Stanton Macdonald-Wright

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Stanton Macdonald-Wright
Synchromy No. 3, 1917, oil on canvas, 39 x 38 in. (99.1 x 96.5 cm), Brooklyn Museum
Born(1890-07-08)July 8, 1890
DiedAugust 22, 1973(1973-08-22) (aged 83)
Known forAbstract art, Painting
RelativesS. S. Van Dine (brother)

Stanton Macdonald-Wright (July 8, 1890 – August 22, 1973), was a modern American artist. He was a co-founder of Synchromism, an early abstract, color-based mode of painting, which was the first American avant-garde art movement to receive international attention.[1]

Early life[edit]

Stanton Macdonald-Wright was born in Charlottesville, Virginia in 1890. His first name, Stanton, was chosen to honor the women's rights activist Elizabeth Cady Stanton; he later hyphenated his last name after repeatedly being asked if he were related to the famed architect Frank Lloyd Wright. He spent his adolescence in Santa Monica, California, where his father ran a seaside hotel. An amateur artist as well as a businessman, Macdonald-Wright's father encouraged his artistic development from a young age and secured him private painting lessons. Stanton's older brother, Willard Huntington Wright, was a writer and critic who gained international fame in the 1920s by writing the Philo Vance detective novels under the pseudonym S.S. Van Dine.[2]

Synchromism: Europe and New York[edit]

Airplane Synchromy in Yellow-Orange, 1920, oil on canvas, Metropolitan Museum of Art

Married at the age of seventeen, Macdonald-Wright moved to Paris with his wife to immerse himself in European art and to study at the Sorbonne, the Académie Julian,[3] the École des Beaux-Arts and the Académie Colarossi. He and fellow student Morgan Russell studied with Canadian painter Percyval Tudor-Hart between 1911 and 1913. They were deeply influenced by their teacher's color theory, which connected the qualities of color to those of music, as well as by the works of Delacroix, the Impressionists, Cézanne, and Matisse that placed a great emphasis on juxtapositions and reverberations of color.[4] During these years Macdonald-Wright and Russell developed Synchromism (meaning "with color"), seeking to free their art form from a literal description of the world and believing that painting was a practice akin to music that should be divorced from representational associations.[4] Macdonald-Wright collaborated with Russell in painting abstract "synchromies" and staged Synchromist exhibitions in Munich in June 1913, in Paris in October 1913, and in New York in March 1914. These established Synchromism as an influence in modern art well into the 1920s,[4] though followers of other abstract artists (principally, the Orphists Robert and Sonia Delaunay) were later to claim that the Synchromists had merely borrowed the principles of color abstraction from Orphism, a point vehemently disputed by Macdonald-Wright and Russell. While in Europe, Macdonald-Wright met Matisse, Rodin, and Gertrude and Leo Stein, and Thomas Hart Benton, who called Stanton "the most gifted all-around fellow I ever knew".[5] He and Russell returned to the United States hopeful of acclaim and financial success and were eager to promote their cause.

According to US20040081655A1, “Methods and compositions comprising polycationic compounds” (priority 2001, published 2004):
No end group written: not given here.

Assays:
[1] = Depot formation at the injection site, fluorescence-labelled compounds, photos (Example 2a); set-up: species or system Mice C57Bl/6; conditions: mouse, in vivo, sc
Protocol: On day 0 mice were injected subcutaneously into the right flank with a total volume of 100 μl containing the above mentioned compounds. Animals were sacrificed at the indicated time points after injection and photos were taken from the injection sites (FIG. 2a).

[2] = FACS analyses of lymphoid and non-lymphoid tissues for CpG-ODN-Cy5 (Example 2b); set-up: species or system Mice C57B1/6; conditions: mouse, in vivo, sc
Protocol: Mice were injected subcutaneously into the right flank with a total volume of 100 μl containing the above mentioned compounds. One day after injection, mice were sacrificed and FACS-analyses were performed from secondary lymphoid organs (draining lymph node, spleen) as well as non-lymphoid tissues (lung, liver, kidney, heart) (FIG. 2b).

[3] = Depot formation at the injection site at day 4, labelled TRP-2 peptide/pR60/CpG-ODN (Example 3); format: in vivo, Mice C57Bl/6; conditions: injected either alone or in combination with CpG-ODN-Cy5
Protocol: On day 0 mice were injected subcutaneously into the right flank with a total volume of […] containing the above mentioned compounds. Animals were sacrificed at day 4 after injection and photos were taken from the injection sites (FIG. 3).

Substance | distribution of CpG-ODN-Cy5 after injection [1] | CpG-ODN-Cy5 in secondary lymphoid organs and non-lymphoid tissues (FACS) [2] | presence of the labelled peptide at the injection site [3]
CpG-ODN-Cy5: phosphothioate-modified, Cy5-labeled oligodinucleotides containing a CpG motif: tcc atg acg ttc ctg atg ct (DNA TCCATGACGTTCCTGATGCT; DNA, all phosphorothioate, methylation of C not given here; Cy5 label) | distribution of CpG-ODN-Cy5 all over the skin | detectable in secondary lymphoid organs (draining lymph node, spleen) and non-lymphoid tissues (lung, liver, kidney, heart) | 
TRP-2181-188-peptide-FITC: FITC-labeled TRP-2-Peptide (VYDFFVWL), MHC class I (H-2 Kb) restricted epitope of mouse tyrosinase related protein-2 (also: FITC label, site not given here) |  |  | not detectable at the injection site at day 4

In 1915, Stanton's brother, by that time a respected editor and critic in the New York literary world, published one of the first and most comprehensive surveys of advanced art to appear in the United States. Secretly co-authored by Stanton, Modern Painting: Its Tendency and Meaning reviews the major art movements of the previous century from Manet to Cubism, praises the work of Cézanne (still largely unknown in the United States), and predicts a time, soon to come, when an abstract art of pure color will supplant realism. Synchromism itself, the subject of a lengthy, adulatory chapter, is presented as that desired end-point, the culmination of the modernist struggle, surpassing the work of "lesser Moderns" like Kandinsky and the Futurists; at no time does the author acknowledge his own brother as one of the two originators of that school of art.[6]

About his work in this period, Macdonald-Wright commented, "I strive to divest my art of all anecdote and illustration and to purify it to the point where the emotions of the spectator will be wholly aesthetic, as when listening to good music....I cast aside as nugatory all natural representation in my art. However, I still adhered to the fundamental laws of compsiition (placements and displacements of mass, as in the human body in movement) and created my pictures by means of color-form, which, by its organization in three dimensions, resulted in rhythm."[7]